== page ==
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Seasonal Allergies? Already?

allergies_drsamanthaEvery year around this time I get an influx of patients who are sick. Runny nose, cough, irritated eyes, full ears. And often enough it’s the same patients year after year. I get out my thermometer, stethoscope, peek in their ears and ask “Are you sure it’s not your allergies acting up?” “Oh, right! But isn’t it too early?” Some hop right on Claritin or Zyrtec and it’s a done deal. For others, this doesn’t work as well as they would like or there are too many bothersome side effects. And in some cases it doesn’t work at all. Most who seek care with me are willing to take a medication if it’s a last resort but would prefer to address things as much as possible on their own. Or at least with a lower dose or a less heavy hitting medication.

If you’re a regular reader you’ll notice that I tend not to write entries that suggest that you ‘do this’ or ‘do that’ to treat any given condition. That’s not about keeping secrets, it’s about doing my part to advocate for what we do best as naturopathic physicians. What makes our approach unique is that each person is treated with a slightly different approach, no matter what the “diagnosis.” In our office, anyway. We believe simply that there isn’t one test, drug, herb, nutritional approach or supplement that should be thrown at all patients.

So given that, there are four basic tenets to how we approach allergic patients. Though there are some things that are very patient specific there are also some things that anyone can do to help decrease symptoms.

1. Avoid exposure to your offending allergens. If you don’t know what they are, get tested. You don’t necessarily have to treat them the way the allergist wants you to, that’s your call, but knowing specifically what you’re allergic to may help you figure out how to at least decrease your exposure. Here are some other ways to decrease general allergen exposure.

  • Neti pot or other sinus irrigation. Please use distilled or boiled water or you may end up with a brain eating amoeba (ok that’s unlikely but it did happen once, somewhere, so better safe than sorry.)
  • Use air purifiers in as much of your home as you can. Non –negotiable in the bedroom.
  • Wash your hair before you go to bed, or rinse it at least. When you’ve been walking around all day you get pollen in your hair then roll your face around in it all night.
  • No “day clothes” in bed. Or even get out of outside clothes entirely when you get home if you have severe allergies.
  • If you suspect a dust mite allergy at all (via testing or waking with allergic symptoms.) Get barrier covers for your mattress, sheets AND comforter. If you use blankets, wash them weekly.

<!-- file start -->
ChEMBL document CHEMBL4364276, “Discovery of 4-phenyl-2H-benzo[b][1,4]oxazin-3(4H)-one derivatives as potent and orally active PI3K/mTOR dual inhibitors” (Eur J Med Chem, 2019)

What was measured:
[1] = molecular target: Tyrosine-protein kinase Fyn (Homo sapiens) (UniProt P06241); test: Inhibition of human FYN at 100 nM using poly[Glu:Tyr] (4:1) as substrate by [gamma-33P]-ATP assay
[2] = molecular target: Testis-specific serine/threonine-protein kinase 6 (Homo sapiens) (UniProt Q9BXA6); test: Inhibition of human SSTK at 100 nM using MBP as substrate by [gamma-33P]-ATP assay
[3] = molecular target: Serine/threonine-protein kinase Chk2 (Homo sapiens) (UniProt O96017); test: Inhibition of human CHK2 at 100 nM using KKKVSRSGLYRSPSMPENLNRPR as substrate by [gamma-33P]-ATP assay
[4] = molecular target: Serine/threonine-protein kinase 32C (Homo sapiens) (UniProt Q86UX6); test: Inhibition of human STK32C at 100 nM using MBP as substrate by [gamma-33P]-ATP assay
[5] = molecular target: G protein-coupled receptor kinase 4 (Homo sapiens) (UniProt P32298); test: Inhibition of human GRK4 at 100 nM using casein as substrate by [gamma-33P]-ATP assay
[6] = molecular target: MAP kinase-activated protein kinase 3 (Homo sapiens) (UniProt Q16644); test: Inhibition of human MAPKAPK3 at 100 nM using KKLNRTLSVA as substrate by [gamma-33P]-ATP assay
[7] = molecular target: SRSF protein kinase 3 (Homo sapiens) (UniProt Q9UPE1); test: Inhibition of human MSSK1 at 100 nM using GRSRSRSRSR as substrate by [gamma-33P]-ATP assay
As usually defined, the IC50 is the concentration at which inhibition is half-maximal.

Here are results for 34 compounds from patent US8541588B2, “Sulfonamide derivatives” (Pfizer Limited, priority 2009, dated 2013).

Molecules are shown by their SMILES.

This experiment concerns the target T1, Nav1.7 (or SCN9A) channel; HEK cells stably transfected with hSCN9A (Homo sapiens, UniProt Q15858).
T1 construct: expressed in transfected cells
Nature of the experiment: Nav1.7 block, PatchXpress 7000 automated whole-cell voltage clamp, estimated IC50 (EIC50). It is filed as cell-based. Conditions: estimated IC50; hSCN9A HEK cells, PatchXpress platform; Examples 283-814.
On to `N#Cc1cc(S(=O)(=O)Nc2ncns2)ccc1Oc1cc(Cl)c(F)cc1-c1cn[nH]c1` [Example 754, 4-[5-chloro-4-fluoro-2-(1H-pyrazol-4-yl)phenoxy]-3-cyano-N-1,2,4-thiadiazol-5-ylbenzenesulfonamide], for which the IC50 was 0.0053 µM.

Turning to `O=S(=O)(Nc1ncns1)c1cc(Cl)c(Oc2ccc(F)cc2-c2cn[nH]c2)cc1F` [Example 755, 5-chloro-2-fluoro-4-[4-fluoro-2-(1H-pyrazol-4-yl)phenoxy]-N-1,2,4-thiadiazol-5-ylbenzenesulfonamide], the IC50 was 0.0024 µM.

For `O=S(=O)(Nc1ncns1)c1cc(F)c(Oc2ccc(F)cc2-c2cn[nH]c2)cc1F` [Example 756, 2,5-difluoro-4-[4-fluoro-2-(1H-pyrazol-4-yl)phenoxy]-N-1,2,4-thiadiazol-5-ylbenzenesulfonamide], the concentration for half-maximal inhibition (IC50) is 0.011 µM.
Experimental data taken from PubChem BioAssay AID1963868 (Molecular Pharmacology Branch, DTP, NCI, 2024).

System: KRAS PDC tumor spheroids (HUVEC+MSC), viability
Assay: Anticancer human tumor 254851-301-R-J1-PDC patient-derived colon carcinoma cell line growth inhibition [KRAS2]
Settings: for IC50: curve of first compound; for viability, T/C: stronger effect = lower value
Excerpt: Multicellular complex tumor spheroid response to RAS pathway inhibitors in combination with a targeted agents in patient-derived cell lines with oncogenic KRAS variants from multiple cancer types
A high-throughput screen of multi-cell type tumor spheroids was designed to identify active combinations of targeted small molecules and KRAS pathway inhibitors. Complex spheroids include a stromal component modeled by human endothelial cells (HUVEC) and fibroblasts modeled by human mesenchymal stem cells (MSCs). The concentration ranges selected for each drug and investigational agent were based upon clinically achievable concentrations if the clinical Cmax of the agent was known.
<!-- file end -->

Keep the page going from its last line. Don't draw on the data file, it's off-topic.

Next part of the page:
• Don’t dry your clothes outside.
  • If working in the yard really irritates you see if you can pawn this off on another family member or source it out. Wear a mask if you need to.

2. Thin mucus.

  • Drink plenty of water.
  • Consider supplements that have this function. We call these mucolytics. There are a number out there and this is one of those places where it is really best to tailor prescribe.

3. Stabilize mast cells- the cells that release the chemicals that cause allergies into your bloodstream and local tissue.*

  • Vitamin C.
  • Quercetin and bioflavonoids.

4. Balance the immune system. This is the most complicated part of addressing allergies. Allergies are your immune system inappropriately overacting to a stimulus. Folks who suffer with allergies often get sick more often than their non-allergic peers because their bodies are so busy fighting off that crazy dangerous pollen they don’t have the resources to fight off a virus, or bacteria. Not to mention that viruses and bacteria find the dark damp milieu of the allergy sufferer’s respiratory tract the perfect environment for settling in and multiplying.  It’s a fine balance that we address with personalized nutritional recommendations (though for everyone, watch the sugar- it decreases immune function, and watch the dairy, it makes more mucus.)

* I’m working on a short video that explains the nuts and bolts of this process, so if you’re interested, sign up for our weekly newsletter. The plan is to give a weekly health tip, links to our new blog posts, and a running list of current important bits of health news!

This website is for informational purposes only, and is not a substitute for individualized medical or professional advice, care, diagnosis, or treatment. Consult your personal physician regarding the applicability of any information on this site.

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